Date of Award

Fall 10-2013

Document Type

Dissertation

Degree Name

Doctor of Education (EdD)

Department

Education

First Advisor

Dr. Lynda Leavitt

Second Advisor

Dr. Sherrie Wisdom

Third Advisor

Dr. Graham Weir

Abstract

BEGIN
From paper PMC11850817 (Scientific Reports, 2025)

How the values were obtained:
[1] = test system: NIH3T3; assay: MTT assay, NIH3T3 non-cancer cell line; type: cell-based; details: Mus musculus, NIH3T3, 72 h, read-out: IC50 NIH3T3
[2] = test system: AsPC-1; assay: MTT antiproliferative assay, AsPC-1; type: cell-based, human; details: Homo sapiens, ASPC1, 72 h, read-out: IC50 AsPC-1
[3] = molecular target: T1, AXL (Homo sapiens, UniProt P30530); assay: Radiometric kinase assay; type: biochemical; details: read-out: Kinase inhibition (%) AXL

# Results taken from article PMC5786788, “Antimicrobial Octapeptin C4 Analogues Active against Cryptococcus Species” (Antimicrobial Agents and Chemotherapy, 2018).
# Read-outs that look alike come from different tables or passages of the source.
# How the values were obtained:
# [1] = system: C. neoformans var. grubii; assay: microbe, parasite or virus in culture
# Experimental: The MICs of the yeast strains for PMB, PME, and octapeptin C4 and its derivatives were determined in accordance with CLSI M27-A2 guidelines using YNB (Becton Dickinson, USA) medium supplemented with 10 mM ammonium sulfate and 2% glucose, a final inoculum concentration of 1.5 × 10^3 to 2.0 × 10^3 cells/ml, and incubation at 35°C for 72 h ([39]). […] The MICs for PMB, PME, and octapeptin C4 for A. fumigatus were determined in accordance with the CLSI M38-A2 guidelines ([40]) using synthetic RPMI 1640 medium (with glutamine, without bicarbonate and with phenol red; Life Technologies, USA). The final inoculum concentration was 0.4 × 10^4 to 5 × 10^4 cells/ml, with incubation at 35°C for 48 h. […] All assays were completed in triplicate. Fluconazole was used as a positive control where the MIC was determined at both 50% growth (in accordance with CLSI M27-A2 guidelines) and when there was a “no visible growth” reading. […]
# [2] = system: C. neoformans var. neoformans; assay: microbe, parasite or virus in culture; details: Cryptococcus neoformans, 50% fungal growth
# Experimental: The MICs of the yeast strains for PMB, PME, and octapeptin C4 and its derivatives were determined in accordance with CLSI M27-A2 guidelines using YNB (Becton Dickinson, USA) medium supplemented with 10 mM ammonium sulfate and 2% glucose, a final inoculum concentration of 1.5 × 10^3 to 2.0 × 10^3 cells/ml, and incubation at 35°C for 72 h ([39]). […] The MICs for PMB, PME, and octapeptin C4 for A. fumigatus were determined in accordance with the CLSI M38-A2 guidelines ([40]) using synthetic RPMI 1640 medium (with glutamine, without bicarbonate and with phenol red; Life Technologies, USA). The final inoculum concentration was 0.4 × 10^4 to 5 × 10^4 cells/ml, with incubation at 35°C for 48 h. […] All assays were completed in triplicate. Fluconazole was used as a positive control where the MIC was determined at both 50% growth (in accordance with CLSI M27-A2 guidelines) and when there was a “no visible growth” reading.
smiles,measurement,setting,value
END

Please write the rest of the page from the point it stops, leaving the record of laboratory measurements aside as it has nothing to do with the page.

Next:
The purpose of this mixed methods study was to assess the perceptions of classroom teachers, administrators and professional support staff in one Midwest school district regarding the usefulness and effectiveness of the iPad device as an instructional and support tool within the classroom. The need to address classroom teacher, administrator and professional support staff perceptions was crucial as the researched school district approved the move to one-to-one student iPad implementation. Quantitative and qualitative data were collected from three role-specific online surveys containing Likert scale and open-ended questions. Qualitative data were collected during face-to-face interviews. The quantitative data suggested classroom teachers did not perceive the positive effects of the iPad on classroom instruction while professional support staff did perceive the positive effects of the iPad to support classroom instruction. Overlapping themes emerged from the qualitative data sources and the most prominent themes noted: iPad as a job specific tool; iPad as a student tool; and professional development in learning how to utilize the iPad in an educational setting. Additional outlier theme responses included: time, specifically the lack of time in general and the need for time to use the device, and 21st century skills, specifically the absence of responses connecting the iPad to 21st century skills. The researcher presented results from the iPad pilot exit survey secondary data from the study school district. Due to the rapid evolution of technology the need to assess perceptions in an educational setting will continue. The results of this study add to the growing amount of research on mobile technology and educators’ perceptions regarding technology implementation.

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